The Limits of Knowledge in the Education Debate
I have two posts up at Forbes trying to explain my still-evolving thoughts on the very complicated, very messy education debate. The first is a piece railing against tribalism:
Going forward I hope to take a far more skeptical approach across the board, and to avoid slipping into partisanship as much as possible on issues of education reform. I am an independent because I distrust political parties and the illiberal nature of our two-party system. I am aliberal libertarian because I am deeply doubtful of top-down approaches to politics, of institutions in general, and of the ability of politics to change the world for the better.
Good ideas come from all quarters, and so do bad ones. We can take idiosyncratic positions in this debate because it is inherently an idiosyncratic debate. Nobody knows what will work and so we should try as many things as possible. There are serious limits to our knowledge and to our capacity to utilize that knowledge in productive ways.
We should just maintain a healthy does of skepticism toward all sides, but also point out the good ideas when we see them regardless of whose ideas they are.
I mean, fundamentally I’m a radical on education and I want to tear down the entire edifice and start all over. If I had my three wishes we’d have a radically different system of education than the one we have today. But of course this will never happen, and politics has a way of twisting good change into bad. So you have to remain cautious, skeptical, and hopeful that the more we experiment the better the outcomes will be for everyone involved.
I simply can’t box myself in by joining a team. Good ideas transcend teams, and bad ideas become institutionalized by them. We need to go beyond the tired old lines of this debate.
The second is a critique of power:
For quite some time now I’ve been primarily interested in the topic of power and how various institutions fight for self-preservation even if the means of self-preservation jeopardize the very mission of those institutions to begin with.
Take, for instance, the war on drugs. I believe it is a hugely destructive crusade, and its victims are often law enforcement agents. But if we were to end the war on drugs, even if it were to mean less violence, fewer arrests, and fewer police deaths, it would also mean smaller police force budgets, fewer prisons and prison guard jobs and so forth. So the very institutions that suffer from this war also lobby to keep waging it out of institutional self-preservation. Indeed, one reason marijuana was prohibited to begin with was the end of alcohol prohibition and the need to keep all those cops employed.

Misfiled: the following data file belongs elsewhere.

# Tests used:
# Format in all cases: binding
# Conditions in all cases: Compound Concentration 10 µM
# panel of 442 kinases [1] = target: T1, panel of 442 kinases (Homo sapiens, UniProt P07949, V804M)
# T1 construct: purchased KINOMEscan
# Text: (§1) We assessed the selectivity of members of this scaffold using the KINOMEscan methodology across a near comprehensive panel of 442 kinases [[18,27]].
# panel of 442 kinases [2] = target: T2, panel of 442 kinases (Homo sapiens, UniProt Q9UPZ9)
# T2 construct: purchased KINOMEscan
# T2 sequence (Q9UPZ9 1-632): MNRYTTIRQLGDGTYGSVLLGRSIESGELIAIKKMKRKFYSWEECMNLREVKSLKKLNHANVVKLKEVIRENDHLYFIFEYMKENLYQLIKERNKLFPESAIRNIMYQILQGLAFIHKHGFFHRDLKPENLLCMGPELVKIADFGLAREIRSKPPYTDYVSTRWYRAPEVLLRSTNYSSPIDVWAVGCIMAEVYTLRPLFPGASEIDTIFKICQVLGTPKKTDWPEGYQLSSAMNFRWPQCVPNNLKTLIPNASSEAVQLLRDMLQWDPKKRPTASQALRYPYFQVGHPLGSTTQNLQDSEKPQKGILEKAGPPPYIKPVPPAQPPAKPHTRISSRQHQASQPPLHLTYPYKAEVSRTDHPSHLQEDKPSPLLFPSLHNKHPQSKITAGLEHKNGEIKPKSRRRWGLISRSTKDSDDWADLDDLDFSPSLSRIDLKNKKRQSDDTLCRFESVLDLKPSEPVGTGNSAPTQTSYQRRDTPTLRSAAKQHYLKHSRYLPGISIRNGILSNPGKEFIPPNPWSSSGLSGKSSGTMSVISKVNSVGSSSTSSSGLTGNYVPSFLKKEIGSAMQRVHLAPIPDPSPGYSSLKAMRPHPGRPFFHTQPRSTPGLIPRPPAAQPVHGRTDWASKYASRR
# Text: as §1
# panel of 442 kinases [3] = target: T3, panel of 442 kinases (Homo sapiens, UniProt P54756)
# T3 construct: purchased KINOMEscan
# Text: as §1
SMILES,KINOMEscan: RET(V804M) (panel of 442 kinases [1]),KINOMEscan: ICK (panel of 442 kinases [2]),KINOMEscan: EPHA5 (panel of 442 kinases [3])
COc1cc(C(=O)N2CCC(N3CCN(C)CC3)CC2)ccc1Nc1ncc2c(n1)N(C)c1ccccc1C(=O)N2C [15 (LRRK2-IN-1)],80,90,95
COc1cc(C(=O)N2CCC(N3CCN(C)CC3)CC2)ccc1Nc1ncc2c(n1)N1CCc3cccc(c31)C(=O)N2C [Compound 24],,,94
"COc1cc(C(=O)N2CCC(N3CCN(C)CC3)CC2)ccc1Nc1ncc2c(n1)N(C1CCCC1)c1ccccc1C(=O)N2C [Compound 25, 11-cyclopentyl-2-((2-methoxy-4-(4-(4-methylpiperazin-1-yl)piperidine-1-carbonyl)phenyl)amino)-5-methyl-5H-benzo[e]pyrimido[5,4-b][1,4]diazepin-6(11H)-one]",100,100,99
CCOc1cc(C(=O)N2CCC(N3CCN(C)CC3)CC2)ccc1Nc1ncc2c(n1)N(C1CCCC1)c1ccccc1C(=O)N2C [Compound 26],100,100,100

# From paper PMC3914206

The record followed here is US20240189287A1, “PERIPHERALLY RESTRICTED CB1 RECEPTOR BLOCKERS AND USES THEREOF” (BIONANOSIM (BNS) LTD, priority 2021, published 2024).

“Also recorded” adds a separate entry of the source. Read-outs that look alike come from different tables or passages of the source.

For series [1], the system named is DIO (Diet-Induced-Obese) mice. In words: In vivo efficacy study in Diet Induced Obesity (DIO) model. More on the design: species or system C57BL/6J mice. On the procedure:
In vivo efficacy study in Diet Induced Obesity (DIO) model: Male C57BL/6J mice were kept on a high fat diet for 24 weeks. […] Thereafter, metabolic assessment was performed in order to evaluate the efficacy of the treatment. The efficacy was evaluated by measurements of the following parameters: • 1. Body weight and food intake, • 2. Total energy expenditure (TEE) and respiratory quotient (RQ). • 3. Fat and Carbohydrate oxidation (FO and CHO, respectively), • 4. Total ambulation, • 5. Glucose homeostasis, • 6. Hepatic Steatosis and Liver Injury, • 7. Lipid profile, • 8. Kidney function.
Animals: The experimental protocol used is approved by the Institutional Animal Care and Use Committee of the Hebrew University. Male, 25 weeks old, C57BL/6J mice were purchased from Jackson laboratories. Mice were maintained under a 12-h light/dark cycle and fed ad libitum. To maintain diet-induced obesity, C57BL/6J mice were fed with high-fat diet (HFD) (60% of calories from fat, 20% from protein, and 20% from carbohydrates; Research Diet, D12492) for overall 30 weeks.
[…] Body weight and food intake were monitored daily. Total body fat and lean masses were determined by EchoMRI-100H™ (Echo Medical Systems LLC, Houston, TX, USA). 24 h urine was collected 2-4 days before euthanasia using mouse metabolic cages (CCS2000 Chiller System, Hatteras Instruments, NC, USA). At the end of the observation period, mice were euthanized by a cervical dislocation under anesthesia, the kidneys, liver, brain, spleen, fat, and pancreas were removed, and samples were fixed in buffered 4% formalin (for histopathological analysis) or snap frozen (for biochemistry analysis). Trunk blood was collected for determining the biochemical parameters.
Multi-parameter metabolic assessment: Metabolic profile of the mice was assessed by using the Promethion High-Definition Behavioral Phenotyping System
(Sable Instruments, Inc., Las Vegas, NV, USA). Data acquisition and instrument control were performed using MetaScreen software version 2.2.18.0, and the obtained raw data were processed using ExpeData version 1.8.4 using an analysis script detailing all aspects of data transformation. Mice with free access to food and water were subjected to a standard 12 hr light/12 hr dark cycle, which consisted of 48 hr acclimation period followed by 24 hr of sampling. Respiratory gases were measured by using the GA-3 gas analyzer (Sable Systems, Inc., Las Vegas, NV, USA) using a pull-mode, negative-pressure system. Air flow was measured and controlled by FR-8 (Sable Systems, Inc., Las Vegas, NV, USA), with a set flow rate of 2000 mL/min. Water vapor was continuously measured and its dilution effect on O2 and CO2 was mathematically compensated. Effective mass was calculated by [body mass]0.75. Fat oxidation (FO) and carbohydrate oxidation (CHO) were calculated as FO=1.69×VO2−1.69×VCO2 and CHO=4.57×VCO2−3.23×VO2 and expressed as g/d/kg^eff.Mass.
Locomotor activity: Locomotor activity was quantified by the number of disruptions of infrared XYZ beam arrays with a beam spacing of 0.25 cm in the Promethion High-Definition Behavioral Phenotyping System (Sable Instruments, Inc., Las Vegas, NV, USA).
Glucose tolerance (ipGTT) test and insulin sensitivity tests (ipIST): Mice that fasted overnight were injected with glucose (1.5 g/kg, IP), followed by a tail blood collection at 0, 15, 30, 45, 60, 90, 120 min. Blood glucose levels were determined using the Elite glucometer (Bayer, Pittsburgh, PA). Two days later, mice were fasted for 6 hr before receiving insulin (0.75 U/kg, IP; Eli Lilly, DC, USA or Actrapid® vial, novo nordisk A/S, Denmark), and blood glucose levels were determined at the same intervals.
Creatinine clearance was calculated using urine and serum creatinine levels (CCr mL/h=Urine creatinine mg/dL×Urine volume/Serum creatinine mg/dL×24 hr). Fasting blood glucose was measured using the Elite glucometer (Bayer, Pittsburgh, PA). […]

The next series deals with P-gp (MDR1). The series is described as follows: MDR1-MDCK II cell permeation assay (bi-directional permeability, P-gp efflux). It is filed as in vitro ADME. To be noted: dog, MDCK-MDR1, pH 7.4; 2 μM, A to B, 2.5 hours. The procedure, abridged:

But of course cops and prison guards serve legitimate and valuable functions beyond the war on drugs. When we critique the actions of police or the positions the public safety unions take, we are not doing so in order to demonize cops or prison guards. Or at least that’s not what we ought to be doing. More than anything we should be offering up a critique of power.
Likewise, when I level a critique of the teachers’ unions, it is not meant as a demonization of individual teachers any more than a critique of the Gates Foundation should be taken as a call for Bill Gates to stop spending money on education. Rather, I believe all institutions and especially very powerful institutions that play a pervasive role in our society should face scrutiny and criticism.
Teachers’ unions represent an extremely powerful and politically active force in our society, and they cannot be ignored or left unexamined in this debate. Unions have served a vital role in improving the lot of educators in America, but that does not mean that they will always and forever fulfill that role in a way that is also in the best interests of society at large.
This is where I’m headed with the education reform debate. Toward skepticism and away from partisanship; toward choice and experimentation and away from old ways of thinking and calcified institutions. Toward an emphasis on strong curriculum and teacher autonomy and away from bland uniformity.